Elimination by aspect and rule based decision making

Submitted by Sukaina Bharwani | published 25th Mar 2011 | last updated 13th Jan 2020
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Tools for Knowledge Elicitation (KnETs)
Sukaina Bharwani

The need to understand empirical data in a formal way is imperative when faced with multiple responses of humans to their environments. Techniques for classifying and formalising elicited knowledge can be used to enhance our understanding of our data and to reveal new avenues for enquiry. This method supports traditional participatory fieldwork methods and can also provide input for agent based models. Thus, it provides a formalised link between qualitative and quantitative representations of knowledge and their interaction.

Knowledge Elicitation Tools (KnETs) incorporate methods used in anthropological fieldwork combined with classical knowledge engineering techniques from computer science. The purpose of this is to alleviate the weaknesses inherent in both methods, to provide an overall robust and practical process, from knowledge elicitation to knowledge representation. The fusion of these techniques has resulted in a four-stage process which incorporates consistent verification and validation on data as it is collected. The application of this innovative methodology to this domain is successful precisely due to the mutual benefits that each technique provides by addressing current bottlenecks in both processes of ethnographic data collection and knowledge engineering processes.

Figure 1 Stages within the knowledge elicitation process.Figure 1 Stages within the knowledge elicitation process.

The methodology requires intensive interaction with stakeholders. After interviews with key domain experts, other experts/stakeholders are consulted to assess the representativeness of the knowledge gained from the chosen experts and their ability as key informants. Further knowledge is elicited from the main experts using an interactive game other data can be consulted as a consistency check of the data that is provided.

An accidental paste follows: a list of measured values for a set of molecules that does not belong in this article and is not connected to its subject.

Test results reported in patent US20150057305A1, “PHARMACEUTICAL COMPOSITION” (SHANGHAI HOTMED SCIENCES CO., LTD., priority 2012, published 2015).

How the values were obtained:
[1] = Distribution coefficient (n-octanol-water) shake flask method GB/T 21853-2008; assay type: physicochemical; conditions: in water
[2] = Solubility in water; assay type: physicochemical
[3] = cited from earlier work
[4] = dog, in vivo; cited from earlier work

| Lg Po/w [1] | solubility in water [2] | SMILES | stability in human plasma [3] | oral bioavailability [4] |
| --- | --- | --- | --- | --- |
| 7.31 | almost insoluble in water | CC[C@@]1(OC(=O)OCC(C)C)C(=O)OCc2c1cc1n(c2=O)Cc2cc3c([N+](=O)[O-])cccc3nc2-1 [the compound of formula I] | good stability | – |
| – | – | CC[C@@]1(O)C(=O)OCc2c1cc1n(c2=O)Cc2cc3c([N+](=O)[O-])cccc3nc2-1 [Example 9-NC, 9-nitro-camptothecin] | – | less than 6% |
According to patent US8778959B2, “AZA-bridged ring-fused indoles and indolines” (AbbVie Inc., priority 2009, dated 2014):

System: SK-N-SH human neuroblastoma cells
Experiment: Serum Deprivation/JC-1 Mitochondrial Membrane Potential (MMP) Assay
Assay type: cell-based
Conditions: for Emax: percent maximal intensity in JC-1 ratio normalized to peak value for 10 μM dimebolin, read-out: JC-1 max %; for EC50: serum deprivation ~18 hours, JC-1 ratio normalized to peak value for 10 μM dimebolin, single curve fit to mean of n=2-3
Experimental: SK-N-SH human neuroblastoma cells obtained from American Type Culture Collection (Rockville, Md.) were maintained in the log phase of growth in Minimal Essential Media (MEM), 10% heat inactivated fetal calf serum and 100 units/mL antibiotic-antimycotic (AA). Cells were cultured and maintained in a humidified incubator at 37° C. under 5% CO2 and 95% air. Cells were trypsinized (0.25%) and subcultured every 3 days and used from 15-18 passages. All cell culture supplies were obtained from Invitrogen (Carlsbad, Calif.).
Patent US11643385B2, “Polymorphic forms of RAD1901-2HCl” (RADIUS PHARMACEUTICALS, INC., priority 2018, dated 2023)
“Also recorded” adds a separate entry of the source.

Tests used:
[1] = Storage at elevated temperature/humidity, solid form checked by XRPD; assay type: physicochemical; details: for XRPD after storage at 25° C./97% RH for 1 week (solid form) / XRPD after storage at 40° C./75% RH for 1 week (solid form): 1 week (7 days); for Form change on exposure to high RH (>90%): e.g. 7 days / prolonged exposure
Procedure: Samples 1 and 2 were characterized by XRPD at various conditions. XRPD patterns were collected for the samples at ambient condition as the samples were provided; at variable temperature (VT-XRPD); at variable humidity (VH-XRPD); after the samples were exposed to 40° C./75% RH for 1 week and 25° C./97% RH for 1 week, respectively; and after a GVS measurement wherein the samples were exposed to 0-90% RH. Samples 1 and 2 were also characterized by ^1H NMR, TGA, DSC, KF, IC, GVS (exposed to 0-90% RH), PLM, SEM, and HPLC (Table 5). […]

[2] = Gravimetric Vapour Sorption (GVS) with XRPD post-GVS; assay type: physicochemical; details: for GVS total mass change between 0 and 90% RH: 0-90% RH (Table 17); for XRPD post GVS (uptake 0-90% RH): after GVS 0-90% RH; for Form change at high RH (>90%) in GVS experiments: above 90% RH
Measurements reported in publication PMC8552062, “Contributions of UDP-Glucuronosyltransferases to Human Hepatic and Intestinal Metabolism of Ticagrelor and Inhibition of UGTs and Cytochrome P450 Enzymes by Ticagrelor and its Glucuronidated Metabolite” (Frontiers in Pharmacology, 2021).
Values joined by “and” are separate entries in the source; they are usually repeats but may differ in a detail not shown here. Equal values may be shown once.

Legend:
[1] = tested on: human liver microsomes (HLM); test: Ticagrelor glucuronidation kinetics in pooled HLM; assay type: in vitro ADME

Possible relationships within the data that is produced from the game are revealed through the use of a machine learning algorithm. Analysis of the output from this algorithm allows the construction of decision trees. These prototypical rules are further validated in an iterative process, using an interactive learning program during further interviews with stakeholders, to refine and prune the decision trees. Validation can also be carried out during further interviews.

A combination of anthropological and ethnographic methodology to collect qualitative data and knowledge engineering techniques to formalise this data has been usefully employed in this suite of tools to better understand domain knowledge. This method can provide clarity to qualitative data collected during fieldwork, to reveal new avenues for enquiry and to broach the realm of tacit knowledge. All of this is achieved while remaining engaged with stakeholders and enabling their involvement in the entire process, from elicitation to validation.

Combination with WEAP

Knowledge elicitation tools (KnETs) can be used to develop matching methods. An explicit example is being developed to combine a KnETs-derived decision tree with a physical water allocation model built using the scenario-based Water Evaluation and Planning System (WEAP) software.

Future developments

KnETs will eventually be developed to link its analysis of micro level decision making with more macro level decisions using the elimination by aspects methodology. This has the potential for addressing some of the weaknesses of vulnerability mapping applications.

Implementation in decision-support tools

The elimination by aspects approach would need be driven by an expert system framework. To support a wide user base, and coupling/integration with other software it could be implemented in the Java programming language. A suitable environment for instance could be the Java Expert System Shell (Jess).